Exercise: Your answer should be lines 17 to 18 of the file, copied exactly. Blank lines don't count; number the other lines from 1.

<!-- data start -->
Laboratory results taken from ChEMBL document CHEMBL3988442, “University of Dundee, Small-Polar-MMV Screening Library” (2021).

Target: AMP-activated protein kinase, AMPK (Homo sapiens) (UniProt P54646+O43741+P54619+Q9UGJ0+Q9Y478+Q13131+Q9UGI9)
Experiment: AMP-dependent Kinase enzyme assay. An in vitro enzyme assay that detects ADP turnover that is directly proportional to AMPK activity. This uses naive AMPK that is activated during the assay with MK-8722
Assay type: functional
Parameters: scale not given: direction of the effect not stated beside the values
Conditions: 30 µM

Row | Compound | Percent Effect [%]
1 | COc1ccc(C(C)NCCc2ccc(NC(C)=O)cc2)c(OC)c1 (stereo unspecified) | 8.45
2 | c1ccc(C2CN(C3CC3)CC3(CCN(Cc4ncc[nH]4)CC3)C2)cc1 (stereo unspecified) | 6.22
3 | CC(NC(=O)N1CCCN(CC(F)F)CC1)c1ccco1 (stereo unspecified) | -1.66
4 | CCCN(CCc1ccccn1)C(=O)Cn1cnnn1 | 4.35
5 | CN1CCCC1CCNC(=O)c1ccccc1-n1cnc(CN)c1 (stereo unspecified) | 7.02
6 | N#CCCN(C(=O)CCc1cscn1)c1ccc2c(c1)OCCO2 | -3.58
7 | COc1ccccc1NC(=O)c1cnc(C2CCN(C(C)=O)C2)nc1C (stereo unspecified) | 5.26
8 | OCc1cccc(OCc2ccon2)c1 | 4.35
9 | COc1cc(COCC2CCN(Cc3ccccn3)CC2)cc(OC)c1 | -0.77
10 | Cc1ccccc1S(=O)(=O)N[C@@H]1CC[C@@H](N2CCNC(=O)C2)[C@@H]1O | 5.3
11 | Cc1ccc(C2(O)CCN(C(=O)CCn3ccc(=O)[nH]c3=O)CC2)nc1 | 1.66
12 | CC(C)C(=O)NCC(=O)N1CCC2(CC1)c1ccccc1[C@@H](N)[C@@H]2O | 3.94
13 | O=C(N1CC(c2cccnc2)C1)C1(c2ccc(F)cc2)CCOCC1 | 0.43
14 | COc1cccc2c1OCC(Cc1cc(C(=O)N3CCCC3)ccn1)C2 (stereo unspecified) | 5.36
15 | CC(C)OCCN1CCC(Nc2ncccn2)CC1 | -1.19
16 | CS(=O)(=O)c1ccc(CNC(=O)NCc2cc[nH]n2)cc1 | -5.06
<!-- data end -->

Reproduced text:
10 | Cc1ccccc1S(=O)(=O)N[C@@H]1CC[C@@H](N2CCNC(=O)C2)[C@@H]1O | 5.3
11 | Cc1ccc(C2(O)CCN(C(=O)CCn3ccc(=O)[nH]c3=O)CC2)nc1 | 1.66